Toucan play at this game

It’s been a busy couple weeks for graphic design and typography in the news. The thing is, I often miss the news because I’m busy watching baseball and old episodes of Battlestar Galactica, so I appreciate it when IBD readers send links to interesting stories. Here are a few items that landed in my in-box recently.

Maya Archeology Initiative vs. Toucan Sam
Personally, I am tired of Guatemalan nonprofit organizations using scare tactics and lawyers to bully defenseless multi-national food conglomerates. So I was glad to see Kellogg’s defend its signature Toucan Sam against the Maya Archeology Initiative’s logo’s blatant trademark infringement. (In case you can’t tell them apart because they’re so similar, the one on the left above represents an organization devoted to defending Mayan culture, the one on the right is Kellogg’s Toucan Sam.) According to news articles about the case, Kellogg’s objects not only to MAI’s use of a Toucan, but also its use of Mayan imagery, because, it turns out, Kellogg’s uses Mayan imagery, too.

Fight the good fight, Kellogg’s! Before you know it, MAI (which was *this close* to stealing the acronym of the association I work for) will be spelling fruit with two Os and trying to pass off high-fructose-corn-syrup styrofoam balls as cereal, just like you do.

Thanks to Friend of IBD Kirk Mona who alerted us on Twitter to this story on, and my co-worker Jamie King, who sent a link to this story on TechDirt.

A Book About Type
This story from NPR, sent to us by Friends of IBD Jeff Miller and Brent Erb, uses the words Font and Type in its headline, so it was pretty much guaranteed that I was going to hear about it.

The article is about a new book called Just My Type: A Book About Fonts by Simon Garfield. (Simon is the really talented part of this author’s name. Garfield is just riding Simon’s coattails.) The book is about the history, trends, and cultural impact of certain fonts, and it is on my Amazon wish list.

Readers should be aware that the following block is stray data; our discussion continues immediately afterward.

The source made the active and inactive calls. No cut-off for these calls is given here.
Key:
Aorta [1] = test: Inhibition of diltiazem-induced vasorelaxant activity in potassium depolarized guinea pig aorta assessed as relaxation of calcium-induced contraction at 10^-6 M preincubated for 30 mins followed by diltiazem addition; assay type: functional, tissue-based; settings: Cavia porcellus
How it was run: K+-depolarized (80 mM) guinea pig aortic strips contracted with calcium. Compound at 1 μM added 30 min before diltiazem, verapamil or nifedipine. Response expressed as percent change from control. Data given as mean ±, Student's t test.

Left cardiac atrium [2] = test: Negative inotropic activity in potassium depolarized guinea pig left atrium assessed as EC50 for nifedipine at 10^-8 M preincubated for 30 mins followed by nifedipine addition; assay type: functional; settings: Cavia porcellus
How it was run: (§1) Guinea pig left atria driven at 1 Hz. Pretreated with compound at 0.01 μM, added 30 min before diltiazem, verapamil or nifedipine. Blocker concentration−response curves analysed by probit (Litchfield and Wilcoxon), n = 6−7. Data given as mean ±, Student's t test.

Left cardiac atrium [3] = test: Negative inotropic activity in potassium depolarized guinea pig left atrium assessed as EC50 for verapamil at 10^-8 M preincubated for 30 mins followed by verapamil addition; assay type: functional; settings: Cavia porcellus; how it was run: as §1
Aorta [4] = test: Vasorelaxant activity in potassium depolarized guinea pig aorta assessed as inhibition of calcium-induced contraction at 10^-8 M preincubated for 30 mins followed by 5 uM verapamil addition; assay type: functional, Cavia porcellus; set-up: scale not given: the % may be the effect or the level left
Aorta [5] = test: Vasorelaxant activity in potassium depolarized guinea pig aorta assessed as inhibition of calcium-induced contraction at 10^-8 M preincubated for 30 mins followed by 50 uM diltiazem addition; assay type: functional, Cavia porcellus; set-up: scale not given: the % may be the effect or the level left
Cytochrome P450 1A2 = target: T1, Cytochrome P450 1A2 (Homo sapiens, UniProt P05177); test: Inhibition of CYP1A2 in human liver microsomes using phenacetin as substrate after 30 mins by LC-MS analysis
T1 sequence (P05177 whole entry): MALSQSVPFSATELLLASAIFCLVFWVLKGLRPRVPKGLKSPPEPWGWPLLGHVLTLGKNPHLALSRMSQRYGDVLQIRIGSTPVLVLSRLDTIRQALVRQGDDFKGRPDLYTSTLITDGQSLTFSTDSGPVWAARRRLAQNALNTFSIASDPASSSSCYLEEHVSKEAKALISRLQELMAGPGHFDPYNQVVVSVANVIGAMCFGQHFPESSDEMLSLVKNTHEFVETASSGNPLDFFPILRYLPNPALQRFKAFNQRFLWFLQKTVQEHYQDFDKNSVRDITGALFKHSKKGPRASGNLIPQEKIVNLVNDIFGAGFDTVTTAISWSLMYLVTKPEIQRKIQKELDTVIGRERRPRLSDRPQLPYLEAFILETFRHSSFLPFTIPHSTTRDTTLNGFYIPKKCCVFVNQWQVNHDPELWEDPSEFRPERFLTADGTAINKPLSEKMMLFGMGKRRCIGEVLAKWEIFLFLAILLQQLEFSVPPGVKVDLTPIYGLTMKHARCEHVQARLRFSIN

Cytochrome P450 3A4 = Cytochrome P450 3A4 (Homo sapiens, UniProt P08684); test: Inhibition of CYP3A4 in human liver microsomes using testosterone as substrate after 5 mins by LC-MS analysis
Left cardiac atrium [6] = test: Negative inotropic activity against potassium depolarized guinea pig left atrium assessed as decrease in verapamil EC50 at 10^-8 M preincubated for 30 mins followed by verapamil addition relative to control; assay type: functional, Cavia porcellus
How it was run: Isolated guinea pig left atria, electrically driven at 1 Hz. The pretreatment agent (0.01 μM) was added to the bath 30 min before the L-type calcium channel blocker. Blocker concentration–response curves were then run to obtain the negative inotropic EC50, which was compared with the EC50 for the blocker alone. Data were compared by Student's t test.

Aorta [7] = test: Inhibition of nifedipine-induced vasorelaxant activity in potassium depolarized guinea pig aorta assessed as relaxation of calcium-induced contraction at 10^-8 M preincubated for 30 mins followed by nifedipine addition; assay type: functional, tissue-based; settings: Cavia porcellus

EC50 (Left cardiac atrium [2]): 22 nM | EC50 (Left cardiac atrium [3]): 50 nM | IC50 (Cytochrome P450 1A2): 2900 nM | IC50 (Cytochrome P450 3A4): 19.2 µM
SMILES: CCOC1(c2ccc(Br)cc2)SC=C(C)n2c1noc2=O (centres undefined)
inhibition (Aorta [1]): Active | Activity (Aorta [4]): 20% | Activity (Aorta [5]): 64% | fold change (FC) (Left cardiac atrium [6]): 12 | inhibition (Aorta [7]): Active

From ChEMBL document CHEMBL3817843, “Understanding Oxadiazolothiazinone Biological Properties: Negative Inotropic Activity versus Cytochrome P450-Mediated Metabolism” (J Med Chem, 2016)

Titling Gothic
New York City’s Central Park, a large urban nature area named after a coffee shop in the TV show “Friends,” made the news recently when it debuted its new identity on more than 1,500 signs (seen above in a New York Times photo by David W. Dunlap). And when it did, Friends of IBD Adrianne Johnson and Bob Brzuszek let us know about this article on the New York Times blog.

The new identity features a palette of warm green with red highlights, a heavy dose of pictograms, and a typeface called Titling Gothic. The story quotes the typeface’s designer, David Berlow of the Boston-based Font Bureau as saying, “None of the styles of Titling Gothic exude the kind of authoritarian insistence of Helvetica, which I’m sure was considered in the selection process.”

I love this for all sorts of reasons. I love the discussion of the nuances of type, the carefully considered decision-making process, and that New York City had to go all the way to the home of the hated Red Sox to find a type foundry with just the right typeface for their park.

Thanks to everyone who sends these stories! I’ll make you a deal: If you keep sending current, relevant news items, I will keep you apprised of developments in six-year-old episodes of Battlestar Galactica as I watch them.

Avoid New Verbs